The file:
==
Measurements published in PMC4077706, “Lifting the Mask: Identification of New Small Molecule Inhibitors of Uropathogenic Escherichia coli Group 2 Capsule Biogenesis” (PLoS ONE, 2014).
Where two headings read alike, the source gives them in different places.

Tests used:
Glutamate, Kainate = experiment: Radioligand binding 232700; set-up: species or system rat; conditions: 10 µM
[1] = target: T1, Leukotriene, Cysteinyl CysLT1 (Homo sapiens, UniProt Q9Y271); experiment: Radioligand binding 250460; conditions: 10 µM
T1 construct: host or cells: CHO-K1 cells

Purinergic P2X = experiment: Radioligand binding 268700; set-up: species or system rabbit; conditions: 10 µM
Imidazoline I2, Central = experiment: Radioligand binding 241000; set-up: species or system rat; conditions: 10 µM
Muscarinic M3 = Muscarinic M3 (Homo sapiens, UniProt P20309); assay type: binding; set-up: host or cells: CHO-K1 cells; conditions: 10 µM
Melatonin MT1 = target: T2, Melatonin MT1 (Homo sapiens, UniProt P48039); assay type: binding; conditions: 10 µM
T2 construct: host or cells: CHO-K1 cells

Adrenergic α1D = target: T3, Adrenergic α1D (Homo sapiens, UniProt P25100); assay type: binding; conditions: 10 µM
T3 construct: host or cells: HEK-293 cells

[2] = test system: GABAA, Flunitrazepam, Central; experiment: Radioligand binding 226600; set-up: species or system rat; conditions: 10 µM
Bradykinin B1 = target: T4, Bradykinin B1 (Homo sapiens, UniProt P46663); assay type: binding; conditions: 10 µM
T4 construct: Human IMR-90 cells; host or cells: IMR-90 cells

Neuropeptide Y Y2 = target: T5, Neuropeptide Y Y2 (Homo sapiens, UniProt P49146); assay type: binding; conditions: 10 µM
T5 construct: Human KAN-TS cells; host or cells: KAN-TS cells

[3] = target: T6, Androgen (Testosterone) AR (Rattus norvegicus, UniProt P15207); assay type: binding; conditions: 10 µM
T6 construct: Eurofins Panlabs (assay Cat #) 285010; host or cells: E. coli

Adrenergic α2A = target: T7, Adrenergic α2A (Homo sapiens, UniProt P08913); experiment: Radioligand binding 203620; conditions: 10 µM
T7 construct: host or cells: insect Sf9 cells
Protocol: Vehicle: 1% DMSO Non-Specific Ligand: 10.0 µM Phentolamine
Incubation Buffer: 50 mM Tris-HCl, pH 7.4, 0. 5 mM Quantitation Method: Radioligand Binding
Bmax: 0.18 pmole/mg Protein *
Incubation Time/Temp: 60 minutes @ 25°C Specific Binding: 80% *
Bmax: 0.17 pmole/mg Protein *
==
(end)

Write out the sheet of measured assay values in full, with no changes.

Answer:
Measurements published in PMC4077706, “Lifting the Mask: Identification of New Small Molecule Inhibitors of Uropathogenic Escherichia coli Group 2 Capsule Biogenesis” (PLoS ONE, 2014).
Where two headings read alike, the source gives them in different places.

Tests used:
Glutamate, Kainate = experiment: Radioligand binding 232700; set-up: species or system rat; conditions: 10 µM
[1] = target: T1, Leukotriene, Cysteinyl CysLT1 (Homo sapiens, UniProt Q9Y271); experiment: Radioligand binding 250460; conditions: 10 µM
T1 construct: host or cells: CHO-K1 cells

Purinergic P2X = experiment: Radioligand binding 268700; set-up: species or system rabbit; conditions: 10 µM
Imidazoline I2, Central = experiment: Radioligand binding 241000; set-up: species or system rat; conditions: 10 µM
Muscarinic M3 = Muscarinic M3 (Homo sapiens, UniProt P20309); assay type: binding; set-up: host or cells: CHO-K1 cells; conditions: 10 µM
Melatonin MT1 = target: T2, Melatonin MT1 (Homo sapiens, UniProt P48039); assay type: binding; conditions: 10 µM
T2 construct: host or cells: CHO-K1 cells

Adrenergic α1D = target: T3, Adrenergic α1D (Homo sapiens, UniProt P25100); assay type: binding; conditions: 10 µM
T3 construct: host or cells: HEK-293 cells

[2] = test system: GABAA, Flunitrazepam, Central; experiment: Radioligand binding 226600; set-up: species or system rat; conditions: 10 µM
Bradykinin B1 = target: T4, Bradykinin B1 (Homo sapiens, UniProt P46663); assay type: binding; conditions: 10 µM
T4 construct: Human IMR-90 cells; host or cells: IMR-90 cells

Neuropeptide Y Y2 = target: T5, Neuropeptide Y Y2 (Homo sapiens, UniProt P49146); assay type: binding; conditions: 10 µM
T5 construct: Human KAN-TS cells; host or cells: KAN-TS cells

[3] = target: T6, Androgen (Testosterone) AR (Rattus norvegicus, UniProt P15207); assay type: binding; conditions: 10 µM
T6 construct: Eurofins Panlabs (assay Cat #) 285010; host or cells: E. coli

Adrenergic α2A = target: T7, Adrenergic α2A (Homo sapiens, UniProt P08913); experiment: Radioligand binding 203620; conditions: 10 µM
T7 construct: host or cells: insect Sf9 cells
Protocol: Vehicle: 1% DMSO Non-Specific Ligand: 10.0 µM Phentolamine
Incubation Buffer: 50 mM Tris-HCl, pH 7.4, 0. 5 mM Quantitation Method: Radioligand Binding
Bmax: 0.18 pmole/mg Protein *
Incubation Time/Temp: 60 minutes @ 25°C Specific Binding: 80% *
Bmax: 0.17 pmole/mg Protein *